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A nerve injury can result in weakness or paralysis of a muscle or in numbness of an area of skin. In some people, it also causes pain. To understand nerve injury and recovery, it is important to understand the different types of nerve injury. The type of nerve injury will determine the type of treatment.

Nerve Injury Classification System

Nerve injuries are classified as follows:

  • A first-degree injury, or neurapraxia, will recover within days after the injury, or it may take up to three months. The recovery will be complete with no lasting muscle or sensory problems.
  • A second-degree injury, or axonotmesis, also will recover completely; however, the recovery will take much longer than with a first-degree injury.
  • A third-degree injury also will recover slowly; in addition, only partial recovery will occur.
  • A fourth-degree injury occurs when there is dense scar tissue within the nerve, completely blocking any recovery. Surgery is required for recovery.
  • A fifth-degree injury involves complete separation of a nerve, such as a cut nerve. Surgery is required for recovery.
  • A sixth-degree injury is a combination of other types of nerve injury. Recovery and treatment will vary depending on which types of nerve injury are present.

Diagrammatic Representation And Cross Section

Text and illustrations from Surgery of the Peripheral Nerve by Mackinnon and Dellon, reprinted with permission of Thieme Medical Publishers, Inc.
  • a. Diagrammatic representation of the cross section of a normal peripheral nerve demonstrating the connective tissue and nerve tissue components.
  • b. The cross section of the peripheral nerve demonstrates a mixed, or sixth degree, injury pattern. This fascicle (bundle of nerve fibers) at 11 o’clock is normal.

Moving counterclockwise, the adjacent fascicle demonstrates a first degree injury (neurapraxia) with segmental demyelination (loss of the myelin that covers many nerve fibers).

The next fascicle demonstrates a second degree injury (axonotmesis). This injury involves both the axon and the myelin. The endoneurial tissue (delicate connective tissue network that holds together the individual fibers of a nerve trunk) is not damaged.

The central two fascicles demonstrate a third degree injury, with injury to the axon, myelin and endoneurium. The perineurium (sheath of connective tissue that surrounds a bundle of nerve fibers) is intact and normal.

The fascicles demonstrate at 12 and 1 o’clock a fourth degree injury with marked scarring across the nerve, with only the epineurium being intact.

In a fifth degree injury pattern, the nerve is not in-continuity but is transected. The surgeon will separate the fourth and fifth degree injury patterns, which will require reconstruction from the normal fascicles and the fascicles demonstrating first, second and third degree injury patterns. These latter patterns of injury require, at most, neurolysis (destruction of nervous tissue).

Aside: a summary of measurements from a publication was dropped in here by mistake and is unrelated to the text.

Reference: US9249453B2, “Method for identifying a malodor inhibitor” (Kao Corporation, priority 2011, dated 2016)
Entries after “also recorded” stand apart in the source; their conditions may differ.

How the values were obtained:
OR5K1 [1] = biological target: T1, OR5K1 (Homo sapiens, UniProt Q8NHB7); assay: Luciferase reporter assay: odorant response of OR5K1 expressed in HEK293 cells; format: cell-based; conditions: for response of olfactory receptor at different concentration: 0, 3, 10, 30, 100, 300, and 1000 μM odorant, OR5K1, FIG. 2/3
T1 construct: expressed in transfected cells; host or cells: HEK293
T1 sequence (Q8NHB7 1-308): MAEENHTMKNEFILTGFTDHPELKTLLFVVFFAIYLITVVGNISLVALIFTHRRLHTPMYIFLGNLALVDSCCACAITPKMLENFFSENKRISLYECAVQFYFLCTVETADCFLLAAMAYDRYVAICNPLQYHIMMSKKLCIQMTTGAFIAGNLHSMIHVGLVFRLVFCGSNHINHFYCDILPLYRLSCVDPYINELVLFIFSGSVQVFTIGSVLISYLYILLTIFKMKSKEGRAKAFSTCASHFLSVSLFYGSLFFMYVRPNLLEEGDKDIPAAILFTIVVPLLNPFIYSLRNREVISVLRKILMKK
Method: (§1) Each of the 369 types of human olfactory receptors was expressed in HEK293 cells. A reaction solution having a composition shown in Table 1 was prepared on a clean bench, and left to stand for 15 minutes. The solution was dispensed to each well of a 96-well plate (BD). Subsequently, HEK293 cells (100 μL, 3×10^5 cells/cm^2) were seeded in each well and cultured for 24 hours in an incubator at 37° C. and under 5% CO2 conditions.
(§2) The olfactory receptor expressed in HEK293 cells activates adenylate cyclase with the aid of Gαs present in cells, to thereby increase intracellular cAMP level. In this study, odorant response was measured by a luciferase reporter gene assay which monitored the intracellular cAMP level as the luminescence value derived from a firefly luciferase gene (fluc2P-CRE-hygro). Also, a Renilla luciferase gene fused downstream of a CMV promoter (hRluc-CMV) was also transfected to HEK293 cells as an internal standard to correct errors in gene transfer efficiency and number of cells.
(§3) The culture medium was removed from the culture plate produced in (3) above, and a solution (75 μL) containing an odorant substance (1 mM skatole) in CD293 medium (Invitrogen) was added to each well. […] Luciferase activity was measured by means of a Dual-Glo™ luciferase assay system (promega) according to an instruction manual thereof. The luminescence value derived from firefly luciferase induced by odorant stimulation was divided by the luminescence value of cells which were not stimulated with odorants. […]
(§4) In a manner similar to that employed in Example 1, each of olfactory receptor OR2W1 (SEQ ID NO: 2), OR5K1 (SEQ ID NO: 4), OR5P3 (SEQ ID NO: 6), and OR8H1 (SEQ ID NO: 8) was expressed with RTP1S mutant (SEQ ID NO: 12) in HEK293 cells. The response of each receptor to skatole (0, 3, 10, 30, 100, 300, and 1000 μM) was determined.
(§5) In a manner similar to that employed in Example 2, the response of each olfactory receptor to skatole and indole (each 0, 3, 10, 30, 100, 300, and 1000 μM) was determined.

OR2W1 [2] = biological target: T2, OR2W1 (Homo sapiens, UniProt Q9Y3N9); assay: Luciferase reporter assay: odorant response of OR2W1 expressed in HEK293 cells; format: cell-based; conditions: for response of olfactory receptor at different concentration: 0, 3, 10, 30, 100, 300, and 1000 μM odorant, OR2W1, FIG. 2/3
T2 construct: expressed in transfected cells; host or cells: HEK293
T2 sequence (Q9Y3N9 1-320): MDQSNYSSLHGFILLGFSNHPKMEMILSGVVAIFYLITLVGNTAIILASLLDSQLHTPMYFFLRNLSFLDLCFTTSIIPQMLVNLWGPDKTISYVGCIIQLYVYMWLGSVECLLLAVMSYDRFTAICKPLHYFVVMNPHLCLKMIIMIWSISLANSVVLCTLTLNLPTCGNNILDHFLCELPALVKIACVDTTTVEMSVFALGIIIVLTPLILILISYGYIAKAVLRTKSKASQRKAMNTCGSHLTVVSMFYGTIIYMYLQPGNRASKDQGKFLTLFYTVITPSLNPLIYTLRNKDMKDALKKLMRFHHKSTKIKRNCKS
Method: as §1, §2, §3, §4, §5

Nerve Recovery and Regeneration

After nerve injury, the nerve will try to repair itself by sprouting regenerating nerve units. These regenerating units will then try to grow down the nerve to reinnervate (restore nervous function to) muscle or skin. If they make a correct connection — motor nerve to muscle or sensory nerve to skin — then recovery of muscle function and skin sensation will occur. However, if the regenerating nerve fibers do not make a correct connection, then no recovery will occur.

Peripheral Nerve Surgery

If surgery is necessary, there are several types of surgery that may be recommended.

For nerve regeneration, the regenerating nerve fibers need the guidance of the nerve for direction to the muscle or sensory unit. If the nerve has been cut, a nerve repair is used to sew the two ends of a nerve together. This usually is possible when the nerve has been cut sharply. However, in cases with more extensive damage, it may not be possible to sew the two ends of the nerve directly together once the damaged nerve has been trimmed away.

In these cases, a nerve graft is used. A small piece of donor nerve is used to bridge the gap between the two nerve ends, and the nerve will regenerate across this “bridge” to provide recovery. The donor nerve is taken from other areas of your body using small, noncritical sensory nerves.

In some cases in which sensory or muscle recovery is not anticipated for a very long time, a nerve transfer may be used. Nerve transfers use functioning nerves that are close to the target muscle or sensory area, and the nerves are transferred to the injured nerve.

A neurolysis (or nerve decompression) refers to the removal of scar or compressive structures (including fascia or tendonous edges of muscles) from the nerve and may be undertaken if external impediments (or tight "tunnels") are pinching the nerve, limiting the ability of the regenerating unit to pass through on its way to its target.

Other techniques to restore muscle function, tendon transfers and free functional muscle transplants, also are covered on our web site.

Patient information on nerve injury